Ekurhuleni transformative urban regeneration conference


Ekurhuleni Metropolitan Municipality, seen by some as a “rustbelt enclave” in the east of Johannesburg, became the focus of international urban practitioners and South African guests in 2013. Prompted by the suggestion of an Ekurhuleni official who attended a conference in Medellín and was inspired by the once similarly-challenged Columbian city’s progress. ACC/Cityscapes curated and ran a conference inviting experts from cities ranging from Sao Paula, Tijuana and Delhi to turn their attention and experience on to the lesser known South African city. Two days of information exchange, in which international case studies made conversation with South African contexts, culminated in a closed workshop on the third day, where speakers and municipal practitioners explored together how create urban regeneration can be feasibly employed in the metro. Ekurhuleni is a contributor to nearly 25% of Gauteng’s economy, often a first stop of rural migrants, and home to O.R. Tambo International Airport. It is also the most unequal municipality in the world.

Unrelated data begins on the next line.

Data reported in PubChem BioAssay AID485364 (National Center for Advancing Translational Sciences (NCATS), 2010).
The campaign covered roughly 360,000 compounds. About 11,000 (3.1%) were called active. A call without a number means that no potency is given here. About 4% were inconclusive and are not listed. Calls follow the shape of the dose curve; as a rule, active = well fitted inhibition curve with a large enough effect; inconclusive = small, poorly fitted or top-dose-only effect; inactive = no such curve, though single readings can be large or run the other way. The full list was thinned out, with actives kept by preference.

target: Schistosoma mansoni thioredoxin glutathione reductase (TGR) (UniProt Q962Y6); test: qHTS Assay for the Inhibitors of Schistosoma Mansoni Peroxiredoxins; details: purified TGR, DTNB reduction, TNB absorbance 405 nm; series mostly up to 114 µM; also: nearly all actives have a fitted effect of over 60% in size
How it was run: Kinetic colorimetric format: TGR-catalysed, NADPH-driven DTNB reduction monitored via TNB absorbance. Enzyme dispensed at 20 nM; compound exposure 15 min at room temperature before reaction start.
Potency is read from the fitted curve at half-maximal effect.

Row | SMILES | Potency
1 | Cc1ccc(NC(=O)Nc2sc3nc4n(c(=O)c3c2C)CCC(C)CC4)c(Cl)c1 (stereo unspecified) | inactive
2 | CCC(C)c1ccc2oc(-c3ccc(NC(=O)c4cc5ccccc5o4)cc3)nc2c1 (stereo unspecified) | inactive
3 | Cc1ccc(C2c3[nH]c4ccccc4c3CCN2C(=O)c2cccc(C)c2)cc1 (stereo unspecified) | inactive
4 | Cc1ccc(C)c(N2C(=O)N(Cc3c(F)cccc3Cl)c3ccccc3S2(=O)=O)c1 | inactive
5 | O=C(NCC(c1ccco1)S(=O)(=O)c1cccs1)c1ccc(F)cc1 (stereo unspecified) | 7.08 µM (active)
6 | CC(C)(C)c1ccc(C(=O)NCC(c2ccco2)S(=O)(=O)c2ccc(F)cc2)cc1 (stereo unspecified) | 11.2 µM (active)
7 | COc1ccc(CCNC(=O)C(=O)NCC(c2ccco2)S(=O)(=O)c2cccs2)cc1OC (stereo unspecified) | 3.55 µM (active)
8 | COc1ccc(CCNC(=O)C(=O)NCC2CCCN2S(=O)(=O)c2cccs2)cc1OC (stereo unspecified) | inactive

Leading up to the conference, a team led by film maker Kgomotso Matsunyane created as series of short films collectively titled My Ekurhuleni. These films gave a no-holds bared look of the city and brought citizen perceptions of the city and it’s government into the conference room, offering conference participants a reminder of the context their outlooks needed to be guided by.

A print supplement also ran with Cityscapes is5 drawing on ideas which came out of the conference as well as providing a narrative and historical examination of the city of Ekurhuleni. The supplement included some long form reporting, citizen perspectives as well as photography and data on the city.

 

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